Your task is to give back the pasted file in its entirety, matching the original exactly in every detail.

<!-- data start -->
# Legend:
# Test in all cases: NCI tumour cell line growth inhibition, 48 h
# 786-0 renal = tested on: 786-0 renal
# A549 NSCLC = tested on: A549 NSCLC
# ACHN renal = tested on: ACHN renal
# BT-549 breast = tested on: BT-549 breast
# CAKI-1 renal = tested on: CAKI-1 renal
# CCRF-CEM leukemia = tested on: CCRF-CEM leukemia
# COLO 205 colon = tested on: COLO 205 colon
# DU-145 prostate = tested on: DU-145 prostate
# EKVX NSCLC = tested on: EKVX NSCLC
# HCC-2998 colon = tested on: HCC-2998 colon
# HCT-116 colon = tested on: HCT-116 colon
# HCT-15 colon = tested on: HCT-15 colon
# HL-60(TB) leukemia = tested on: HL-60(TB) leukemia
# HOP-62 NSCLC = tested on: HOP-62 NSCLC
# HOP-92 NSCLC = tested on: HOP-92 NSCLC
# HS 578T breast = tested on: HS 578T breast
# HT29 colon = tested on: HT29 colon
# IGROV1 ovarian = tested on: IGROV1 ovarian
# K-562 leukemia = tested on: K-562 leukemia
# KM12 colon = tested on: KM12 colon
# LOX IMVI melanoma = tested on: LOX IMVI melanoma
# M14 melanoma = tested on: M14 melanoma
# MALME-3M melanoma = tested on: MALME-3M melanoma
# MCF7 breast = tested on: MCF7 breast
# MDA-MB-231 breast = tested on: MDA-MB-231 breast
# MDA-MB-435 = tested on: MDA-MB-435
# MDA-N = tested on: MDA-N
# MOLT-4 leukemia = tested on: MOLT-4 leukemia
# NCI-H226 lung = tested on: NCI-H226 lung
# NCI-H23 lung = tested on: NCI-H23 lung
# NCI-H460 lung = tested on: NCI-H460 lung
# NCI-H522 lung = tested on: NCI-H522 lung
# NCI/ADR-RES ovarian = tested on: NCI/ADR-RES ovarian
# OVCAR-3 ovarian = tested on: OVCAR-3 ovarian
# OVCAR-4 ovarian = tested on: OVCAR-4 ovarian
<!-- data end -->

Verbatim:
# Legend:
# Test in all cases: NCI tumour cell line growth inhibition, 48 h
# 786-0 renal = tested on: 786-0 renal
# A549 NSCLC = tested on: A549 NSCLC
# ACHN renal = tested on: ACHN renal
# BT-549 breast = tested on: BT-549 breast
# CAKI-1 renal = tested on: CAKI-1 renal
# CCRF-CEM leukemia = tested on: CCRF-CEM leukemia
# COLO 205 colon = tested on: COLO 205 colon
# DU-145 prostate = tested on: DU-145 prostate
# EKVX NSCLC = tested on: EKVX NSCLC
# HCC-2998 colon = tested on: HCC-2998 colon
# HCT-116 colon = tested on: HCT-116 colon
# HCT-15 colon = tested on: HCT-15 colon
# HL-60(TB) leukemia = tested on: HL-60(TB) leukemia
# HOP-62 NSCLC = tested on: HOP-62 NSCLC
# HOP-92 NSCLC = tested on: HOP-92 NSCLC
# HS 578T breast = tested on: HS 578T breast
# HT29 colon = tested on: HT29 colon
# IGROV1 ovarian = tested on: IGROV1 ovarian
# K-562 leukemia = tested on: K-562 leukemia
# KM12 colon = tested on: KM12 colon
# LOX IMVI melanoma = tested on: LOX IMVI melanoma
# M14 melanoma = tested on: M14 melanoma
# MALME-3M melanoma = tested on: MALME-3M melanoma
# MCF7 breast = tested on: MCF7 breast
# MDA-MB-231 breast = tested on: MDA-MB-231 breast
# MDA-MB-435 = tested on: MDA-MB-435
# MDA-N = tested on: MDA-N
# MOLT-4 leukemia = tested on: MOLT-4 leukemia
# NCI-H226 lung = tested on: NCI-H226 lung
# NCI-H23 lung = tested on: NCI-H23 lung
# NCI-H460 lung = tested on: NCI-H460 lung
# NCI-H522 lung = tested on: NCI-H522 lung
# NCI/ADR-RES ovarian = tested on: NCI/ADR-RES ovarian
# OVCAR-3 ovarian = tested on: OVCAR-3 ovarian
# OVCAR-4 ovarian = tested on: OVCAR-4 ovarian